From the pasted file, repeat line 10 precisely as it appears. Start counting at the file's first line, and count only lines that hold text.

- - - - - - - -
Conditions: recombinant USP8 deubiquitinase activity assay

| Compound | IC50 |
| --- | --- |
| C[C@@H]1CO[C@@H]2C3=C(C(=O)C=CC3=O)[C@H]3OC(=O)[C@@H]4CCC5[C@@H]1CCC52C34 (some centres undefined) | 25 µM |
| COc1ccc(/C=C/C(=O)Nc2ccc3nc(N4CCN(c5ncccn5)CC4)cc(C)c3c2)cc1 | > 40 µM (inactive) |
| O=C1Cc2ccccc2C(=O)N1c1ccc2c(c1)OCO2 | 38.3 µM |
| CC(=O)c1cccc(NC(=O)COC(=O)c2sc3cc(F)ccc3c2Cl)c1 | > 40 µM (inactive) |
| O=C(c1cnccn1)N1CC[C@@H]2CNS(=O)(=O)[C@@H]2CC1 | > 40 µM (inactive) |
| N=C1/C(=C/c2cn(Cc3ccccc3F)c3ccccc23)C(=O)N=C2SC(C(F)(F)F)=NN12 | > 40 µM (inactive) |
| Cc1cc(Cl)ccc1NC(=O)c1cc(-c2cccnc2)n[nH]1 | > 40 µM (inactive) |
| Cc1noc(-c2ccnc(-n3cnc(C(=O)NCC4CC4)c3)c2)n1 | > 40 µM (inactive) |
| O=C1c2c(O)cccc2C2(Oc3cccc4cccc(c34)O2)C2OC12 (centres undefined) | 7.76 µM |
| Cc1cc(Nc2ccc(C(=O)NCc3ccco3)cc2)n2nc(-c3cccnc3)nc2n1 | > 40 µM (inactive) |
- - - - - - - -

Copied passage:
| Cc1cc(Cl)ccc1NC(=O)c1cc(-c2cccnc2)n[nH]1 | > 40 µM (inactive) |